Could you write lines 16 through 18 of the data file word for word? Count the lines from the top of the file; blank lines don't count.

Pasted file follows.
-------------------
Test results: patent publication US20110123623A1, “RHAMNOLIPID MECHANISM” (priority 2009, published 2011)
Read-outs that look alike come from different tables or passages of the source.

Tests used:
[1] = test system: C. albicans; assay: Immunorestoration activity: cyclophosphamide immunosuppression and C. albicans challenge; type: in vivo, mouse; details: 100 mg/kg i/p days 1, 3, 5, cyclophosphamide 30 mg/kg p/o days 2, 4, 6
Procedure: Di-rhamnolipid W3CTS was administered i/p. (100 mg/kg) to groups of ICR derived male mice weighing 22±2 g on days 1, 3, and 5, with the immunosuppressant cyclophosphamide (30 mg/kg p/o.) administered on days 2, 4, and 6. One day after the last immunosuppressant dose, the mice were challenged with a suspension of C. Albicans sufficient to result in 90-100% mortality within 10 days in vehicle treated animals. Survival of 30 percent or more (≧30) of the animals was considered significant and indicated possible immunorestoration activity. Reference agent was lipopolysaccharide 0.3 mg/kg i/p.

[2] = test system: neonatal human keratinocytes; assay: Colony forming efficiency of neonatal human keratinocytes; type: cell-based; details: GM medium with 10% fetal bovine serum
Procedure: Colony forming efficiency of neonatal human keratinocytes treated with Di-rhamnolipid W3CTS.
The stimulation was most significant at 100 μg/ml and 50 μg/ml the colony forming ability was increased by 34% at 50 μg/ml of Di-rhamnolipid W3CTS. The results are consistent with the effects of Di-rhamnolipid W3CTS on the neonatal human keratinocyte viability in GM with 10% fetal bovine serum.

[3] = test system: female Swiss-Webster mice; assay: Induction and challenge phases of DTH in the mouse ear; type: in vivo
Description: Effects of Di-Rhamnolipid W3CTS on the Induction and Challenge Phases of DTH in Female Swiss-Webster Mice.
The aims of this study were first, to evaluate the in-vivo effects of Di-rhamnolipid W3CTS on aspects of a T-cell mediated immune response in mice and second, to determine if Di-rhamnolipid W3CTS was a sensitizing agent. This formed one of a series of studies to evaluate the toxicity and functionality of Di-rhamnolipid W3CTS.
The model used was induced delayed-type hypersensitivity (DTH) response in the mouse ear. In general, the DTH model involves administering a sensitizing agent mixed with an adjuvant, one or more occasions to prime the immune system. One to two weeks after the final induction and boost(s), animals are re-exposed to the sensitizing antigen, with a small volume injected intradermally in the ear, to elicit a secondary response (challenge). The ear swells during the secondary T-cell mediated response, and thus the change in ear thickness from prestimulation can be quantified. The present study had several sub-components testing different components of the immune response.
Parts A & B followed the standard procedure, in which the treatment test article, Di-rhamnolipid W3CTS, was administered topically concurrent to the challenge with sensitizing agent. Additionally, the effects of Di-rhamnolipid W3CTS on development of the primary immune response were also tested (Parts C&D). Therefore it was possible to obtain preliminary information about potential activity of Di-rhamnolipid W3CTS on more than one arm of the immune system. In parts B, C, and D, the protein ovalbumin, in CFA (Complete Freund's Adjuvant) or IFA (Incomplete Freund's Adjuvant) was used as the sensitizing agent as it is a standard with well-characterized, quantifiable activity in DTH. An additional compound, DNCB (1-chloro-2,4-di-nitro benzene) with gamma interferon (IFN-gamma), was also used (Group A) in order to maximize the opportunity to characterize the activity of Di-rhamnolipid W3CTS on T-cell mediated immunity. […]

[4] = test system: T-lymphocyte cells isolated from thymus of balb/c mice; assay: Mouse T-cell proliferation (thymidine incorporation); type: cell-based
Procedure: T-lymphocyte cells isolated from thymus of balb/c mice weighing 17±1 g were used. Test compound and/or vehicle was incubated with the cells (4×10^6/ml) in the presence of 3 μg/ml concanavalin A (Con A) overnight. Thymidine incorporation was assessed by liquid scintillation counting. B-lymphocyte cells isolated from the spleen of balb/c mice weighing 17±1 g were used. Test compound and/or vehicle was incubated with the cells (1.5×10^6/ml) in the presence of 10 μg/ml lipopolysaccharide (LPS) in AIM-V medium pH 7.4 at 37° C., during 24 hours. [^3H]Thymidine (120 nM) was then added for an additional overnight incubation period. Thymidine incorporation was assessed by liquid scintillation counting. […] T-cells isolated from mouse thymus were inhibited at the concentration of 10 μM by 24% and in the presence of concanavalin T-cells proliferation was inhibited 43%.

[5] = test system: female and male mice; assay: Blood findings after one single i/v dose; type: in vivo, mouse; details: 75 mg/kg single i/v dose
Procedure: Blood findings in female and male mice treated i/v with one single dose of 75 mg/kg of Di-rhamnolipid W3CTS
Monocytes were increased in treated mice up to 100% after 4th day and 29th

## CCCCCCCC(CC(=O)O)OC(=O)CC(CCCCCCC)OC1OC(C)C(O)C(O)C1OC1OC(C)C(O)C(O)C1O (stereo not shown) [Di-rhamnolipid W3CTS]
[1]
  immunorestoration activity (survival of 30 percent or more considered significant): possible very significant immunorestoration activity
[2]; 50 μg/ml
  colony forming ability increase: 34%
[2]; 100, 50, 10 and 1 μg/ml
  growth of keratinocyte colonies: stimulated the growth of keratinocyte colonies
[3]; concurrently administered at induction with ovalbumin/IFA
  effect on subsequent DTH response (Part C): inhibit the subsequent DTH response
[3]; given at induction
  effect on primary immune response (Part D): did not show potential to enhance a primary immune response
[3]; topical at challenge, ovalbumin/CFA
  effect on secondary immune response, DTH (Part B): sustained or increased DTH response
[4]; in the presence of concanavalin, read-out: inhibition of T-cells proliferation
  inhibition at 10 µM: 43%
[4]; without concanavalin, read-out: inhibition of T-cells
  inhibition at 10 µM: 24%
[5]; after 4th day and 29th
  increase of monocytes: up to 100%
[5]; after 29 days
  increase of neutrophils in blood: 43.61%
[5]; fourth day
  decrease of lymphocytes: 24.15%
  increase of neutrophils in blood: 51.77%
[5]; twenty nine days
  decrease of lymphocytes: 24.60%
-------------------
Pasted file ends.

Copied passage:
[5] = test system: female and male mice; assay: Blood findings after one single i/v dose; type: in vivo, mouse; details: 75 mg/kg single i/v dose
Procedure: Blood findings in female and male mice treated i/v with one single dose of 75 mg/kg of Di-rhamnolipid W3CTS
Monocytes were increased in treated mice up to 100% after 4th day and 29th